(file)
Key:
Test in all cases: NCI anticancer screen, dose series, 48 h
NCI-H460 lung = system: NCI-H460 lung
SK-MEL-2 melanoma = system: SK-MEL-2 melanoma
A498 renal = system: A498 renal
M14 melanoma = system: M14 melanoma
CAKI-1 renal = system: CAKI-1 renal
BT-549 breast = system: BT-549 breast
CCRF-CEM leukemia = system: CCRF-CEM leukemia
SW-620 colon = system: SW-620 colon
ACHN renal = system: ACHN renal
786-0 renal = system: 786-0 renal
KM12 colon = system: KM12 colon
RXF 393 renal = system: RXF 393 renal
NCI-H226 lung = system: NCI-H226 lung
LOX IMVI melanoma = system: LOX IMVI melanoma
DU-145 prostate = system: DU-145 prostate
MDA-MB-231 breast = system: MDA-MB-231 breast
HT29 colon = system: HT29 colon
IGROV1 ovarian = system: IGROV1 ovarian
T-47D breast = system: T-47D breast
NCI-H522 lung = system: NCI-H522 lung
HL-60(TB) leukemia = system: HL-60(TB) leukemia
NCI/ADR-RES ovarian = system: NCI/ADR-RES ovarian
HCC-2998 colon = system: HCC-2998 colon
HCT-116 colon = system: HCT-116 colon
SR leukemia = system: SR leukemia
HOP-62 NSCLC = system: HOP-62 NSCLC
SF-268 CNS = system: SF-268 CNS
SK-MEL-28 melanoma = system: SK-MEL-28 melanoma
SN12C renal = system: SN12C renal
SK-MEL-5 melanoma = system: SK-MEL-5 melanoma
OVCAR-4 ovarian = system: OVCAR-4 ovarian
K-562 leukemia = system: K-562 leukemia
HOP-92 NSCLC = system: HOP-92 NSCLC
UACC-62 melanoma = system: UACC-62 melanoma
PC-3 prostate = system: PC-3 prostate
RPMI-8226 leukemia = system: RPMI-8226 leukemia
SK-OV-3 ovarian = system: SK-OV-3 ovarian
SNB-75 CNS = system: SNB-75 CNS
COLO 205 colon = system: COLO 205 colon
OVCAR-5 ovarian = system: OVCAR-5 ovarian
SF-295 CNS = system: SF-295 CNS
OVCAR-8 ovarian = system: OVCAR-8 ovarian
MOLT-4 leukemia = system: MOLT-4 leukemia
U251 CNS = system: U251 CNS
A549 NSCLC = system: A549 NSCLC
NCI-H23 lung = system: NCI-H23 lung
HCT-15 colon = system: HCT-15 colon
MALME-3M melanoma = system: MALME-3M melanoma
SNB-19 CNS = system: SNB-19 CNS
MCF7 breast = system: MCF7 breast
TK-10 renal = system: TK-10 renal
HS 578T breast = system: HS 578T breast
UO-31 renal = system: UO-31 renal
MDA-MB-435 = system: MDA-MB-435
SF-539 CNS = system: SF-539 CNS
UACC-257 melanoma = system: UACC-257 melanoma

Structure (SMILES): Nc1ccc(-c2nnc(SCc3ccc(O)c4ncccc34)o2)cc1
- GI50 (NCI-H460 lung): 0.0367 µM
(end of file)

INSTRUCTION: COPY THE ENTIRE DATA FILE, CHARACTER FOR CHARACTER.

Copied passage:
Key:
Test in all cases: NCI anticancer screen, dose series, 48 h
NCI-H460 lung = system: NCI-H460 lung
SK-MEL-2 melanoma = system: SK-MEL-2 melanoma
A498 renal = system: A498 renal
M14 melanoma = system: M14 melanoma
CAKI-1 renal = system: CAKI-1 renal
BT-549 breast = system: BT-549 breast
CCRF-CEM leukemia = system: CCRF-CEM leukemia
SW-620 colon = system: SW-620 colon
ACHN renal = system: ACHN renal
786-0 renal = system: 786-0 renal
KM12 colon = system: KM12 colon
RXF 393 renal = system: RXF 393 renal
NCI-H226 lung = system: NCI-H226 lung
LOX IMVI melanoma = system: LOX IMVI melanoma
DU-145 prostate = system: DU-145 prostate
MDA-MB-231 breast = system: MDA-MB-231 breast
HT29 colon = system: HT29 colon
IGROV1 ovarian = system: IGROV1 ovarian
T-47D breast = system: T-47D breast
NCI-H522 lung = system: NCI-H522 lung
HL-60(TB) leukemia = system: HL-60(TB) leukemia
NCI/ADR-RES ovarian = system: NCI/ADR-RES ovarian
HCC-2998 colon = system: HCC-2998 colon
HCT-116 colon = system: HCT-116 colon
SR leukemia = system: SR leukemia
HOP-62 NSCLC = system: HOP-62 NSCLC
SF-268 CNS = system: SF-268 CNS
SK-MEL-28 melanoma = system: SK-MEL-28 melanoma
SN12C renal = system: SN12C renal
SK-MEL-5 melanoma = system: SK-MEL-5 melanoma
OVCAR-4 ovarian = system: OVCAR-4 ovarian
K-562 leukemia = system: K-562 leukemia
HOP-92 NSCLC = system: HOP-92 NSCLC
UACC-62 melanoma = system: UACC-62 melanoma
PC-3 prostate = system: PC-3 prostate
RPMI-8226 leukemia = system: RPMI-8226 leukemia
SK-OV-3 ovarian = system: SK-OV-3 ovarian
SNB-75 CNS = system: SNB-75 CNS
COLO 205 colon = system: COLO 205 colon
OVCAR-5 ovarian = system: OVCAR-5 ovarian
SF-295 CNS = system: SF-295 CNS
OVCAR-8 ovarian = system: OVCAR-8 ovarian
MOLT-4 leukemia = system: MOLT-4 leukemia
U251 CNS = system: U251 CNS
A549 NSCLC = system: A549 NSCLC
NCI-H23 lung = system: NCI-H23 lung
HCT-15 colon = system: HCT-15 colon
MALME-3M melanoma = system: MALME-3M melanoma
SNB-19 CNS = system: SNB-19 CNS
MCF7 breast = system: MCF7 breast
TK-10 renal = system: TK-10 renal
HS 578T breast = system: HS 578T breast
UO-31 renal = system: UO-31 renal
MDA-MB-435 = system: MDA-MB-435
SF-539 CNS = system: SF-539 CNS
UACC-257 melanoma = system: UACC-257 melanoma

Structure (SMILES): Nc1ccc(-c2nnc(SCc3ccc(O)c4ncccc34)o2)cc1
- GI50 (NCI-H460 lung): 0.0367 µM